Gonio – Bumpy Roads to Popularity

by Giga Chikhladze
Tbilisi – Gonio – Tbilisi

Formerly inaccessible security area near the state border with Turkey in Adjara Autonomous Republic becomes increasingly attractive to the tourists. However, the vestiges of the past and the current economic policy of the autonomy could be undermining private entrepreneurship and increased profits for the locals.

…1960s, Adjara Autonomous Republic is the border between two, bitterly contesting military blocks. It is also the place where the NATO country -Turkey immediately borders USSR.  Both sides deploy best equipment and troops here, antinuclear shelters are constructed almost everywhere. Adjara, which has become one of those numerous ‘closed’ zones in the USSR long before, is transformed into one huge military training field.

It was assumed, that if the NATO ground troops invade Georgia from Turkey, the whole coastal area from Chorokhi River to the state border would come under intense fire. There was a plan of evacuation of the local population, but the militaries were ready to sacrifice them, if necessary. Entry to the border areas is possible only with special passes; red posters to "assist the border guards" greet the local inhabitants at every corner.

Today everything is different here. Majority of local residents regularly travels to Turkey, to bring relatively cheap Turkish products and textile into the country. Turkish language is heard quite commonly. But it quite might be that soon the locals will have to learn English as well, since Gonio is attracting more and more tourists, traveling to the seashore during Summer season.

So far Gonio’s economy is based not on the tourists, but on Turkish truck drivers. There are numerous parking lots, hotels and restaurants for them in Gonio. They cost much less in Georgia than in Turkey, so the drivers prefer to find shelter here, especially as the village is conveniently located right along the highway connecting Turkey with Georgia.

Every cafe and restaurant in Gonio has a signboard, which reads somewhat confusing word for every Georgian who has not been here: Lokanta – meaning dining hall in Turkish. In the evenings the Lokantas are full with the drivers and prostitutes, arriving here from Batumi, Tbilisi and some Russian cities. Locals do not go to Lokantas: "Turks go there. Georgians have nothing to do in those places. No, it is not dangerous; it’s just a local custom"- says Tengiz, a local resident.

124 years ago Adjara was returned to Georgia by Turkey. This is quite a long period of time, but the local’s attitude towards the Turks is still dubious. On the one hand, Turkey means investment, business and jobs for Adjara. But on the other hand the local residents try to keep certain distance, even famous traditions of Georgian hospitality do not always apply.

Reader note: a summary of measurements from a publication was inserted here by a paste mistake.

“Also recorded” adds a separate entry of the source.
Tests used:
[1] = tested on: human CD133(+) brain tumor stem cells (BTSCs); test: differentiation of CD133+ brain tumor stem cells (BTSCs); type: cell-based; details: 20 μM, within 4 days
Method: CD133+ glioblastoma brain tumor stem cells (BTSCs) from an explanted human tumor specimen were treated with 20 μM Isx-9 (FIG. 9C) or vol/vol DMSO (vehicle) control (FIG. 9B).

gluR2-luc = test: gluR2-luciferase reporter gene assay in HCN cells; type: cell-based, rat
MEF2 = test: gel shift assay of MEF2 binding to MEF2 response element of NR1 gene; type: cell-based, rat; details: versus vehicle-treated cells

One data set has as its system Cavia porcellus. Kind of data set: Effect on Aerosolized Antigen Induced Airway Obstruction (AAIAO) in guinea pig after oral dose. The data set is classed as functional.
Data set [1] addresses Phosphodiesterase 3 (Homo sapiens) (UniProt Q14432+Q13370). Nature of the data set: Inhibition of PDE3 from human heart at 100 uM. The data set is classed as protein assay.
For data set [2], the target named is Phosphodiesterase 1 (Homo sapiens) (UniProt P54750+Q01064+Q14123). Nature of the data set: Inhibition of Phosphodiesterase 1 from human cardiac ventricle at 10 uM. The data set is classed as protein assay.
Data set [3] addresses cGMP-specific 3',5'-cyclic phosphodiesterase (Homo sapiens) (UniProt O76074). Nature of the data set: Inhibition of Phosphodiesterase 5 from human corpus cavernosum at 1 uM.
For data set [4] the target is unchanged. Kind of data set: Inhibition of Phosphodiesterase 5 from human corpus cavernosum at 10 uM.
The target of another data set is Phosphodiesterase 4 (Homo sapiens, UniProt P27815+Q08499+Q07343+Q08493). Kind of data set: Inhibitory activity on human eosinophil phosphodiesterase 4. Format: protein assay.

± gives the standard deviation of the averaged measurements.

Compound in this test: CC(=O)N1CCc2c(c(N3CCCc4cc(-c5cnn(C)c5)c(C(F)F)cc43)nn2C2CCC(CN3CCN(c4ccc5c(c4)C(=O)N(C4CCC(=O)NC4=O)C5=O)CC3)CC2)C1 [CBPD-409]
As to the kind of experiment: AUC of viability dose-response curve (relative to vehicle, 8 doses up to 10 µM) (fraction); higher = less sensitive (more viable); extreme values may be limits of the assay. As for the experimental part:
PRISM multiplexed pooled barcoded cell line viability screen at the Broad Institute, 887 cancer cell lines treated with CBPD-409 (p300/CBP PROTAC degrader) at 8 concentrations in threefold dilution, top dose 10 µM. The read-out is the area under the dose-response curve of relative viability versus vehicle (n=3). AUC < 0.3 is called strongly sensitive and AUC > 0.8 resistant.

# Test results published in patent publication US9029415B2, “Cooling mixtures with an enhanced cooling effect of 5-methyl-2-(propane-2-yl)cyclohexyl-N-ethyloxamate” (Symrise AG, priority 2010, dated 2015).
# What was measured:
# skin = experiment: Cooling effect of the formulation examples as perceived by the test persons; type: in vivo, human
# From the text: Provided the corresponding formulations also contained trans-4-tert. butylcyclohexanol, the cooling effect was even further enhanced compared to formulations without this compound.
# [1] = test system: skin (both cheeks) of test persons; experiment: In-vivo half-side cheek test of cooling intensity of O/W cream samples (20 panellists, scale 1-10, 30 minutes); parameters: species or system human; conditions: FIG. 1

Gonio dwellers claim that once a Turkish ship is in Georgian waters, it dumps all its waste to the sea, angry that Georgians are "enticing" the tourists, that were ought to go to Turkey. It is hard to check the validity of this local narrative, but "enticing" may have some truth to it.

Yes, Gonio is still more popular among the truck drivers than the tourists, but it slowly starts to build up its prestige. Even though Gonio was ‘opened’ 10 years ago, mass inflow of tourists began only last year. Gradually Gonio is gaining reputation of a known resort, when only several years ago not many in Tbilisi have ever heard about this place. There is another factor that stimulates Gonio’s popularity: there is an ancient fortress where archeologists have made a number of important discoveries.

There are only four villages between Chorokhi river and the state border along the coastline. Akhalsopeli, with its coastal area is occupied by the military training ground can attract only the adepts of quite extreme tourism. Gonio, Kvariati and Sarpi feature better shoreline and clean waters.

But the line of small hotels, cafes, restaurants, gas stations and shops that merge in a dazzling line all through Adjara seems to be cut off by the Chorokhi river. Indistinct hotels and cafes for truck drivers do not count here. Only Turks stay there.

"Yes, nothing is being constructed beyond Chorokhi. This is a ‘red zone’ and the ‘grandpa’ [Adjarian leader Aslan Abashidze] keeps it as is. No new buildings except several houses. This place is his economic wild card. Who knows, maybe he wants it to be a free economic zone in the future? No one can tell it now," local businessman Dursun says.

"I could build up local beach, bring jet scooters, build a cafe, a bar, but… Aslan [Abashidze] thinks that it is too early. So, I may build something but nobody will let me use what I’ve built. Besides, the government owns big part of the land. So I am going to cut up my tangerine garden and build two small cottages for the tourists," says another local resident Abdullah.

Many locals are going to do the same. Tangerine costs almost nothing and there is plenty of it. Exporting is too costly. Tourist business is much more profitable and promising in the long run.

Many want to come to Gonio for swimming, but almost nobody is going to spend entire vacation there. Absence of cafes, restaurants, shops, drugstores and all the rest of the tourist infrastructure frightens off lot of people. But the locals try to change the situation in their favor. At least there are lifeguards appearing on the beaches.

On a closer inspection however, the lifeguards appear to be complementing their brave job with petty trading – selling beer, ice cream, renting water bikes, umbrellas and benches. They have built the booth with wood, washed by sea to the shore and try to clean up the beach a little. They also say there is an award for every 6 people saved per beach. "Award is a good thing, but who needs such a meager award? It is better not to the accidents at all. By the way we haven’t had any so far. Tourists – that’s what really matters!"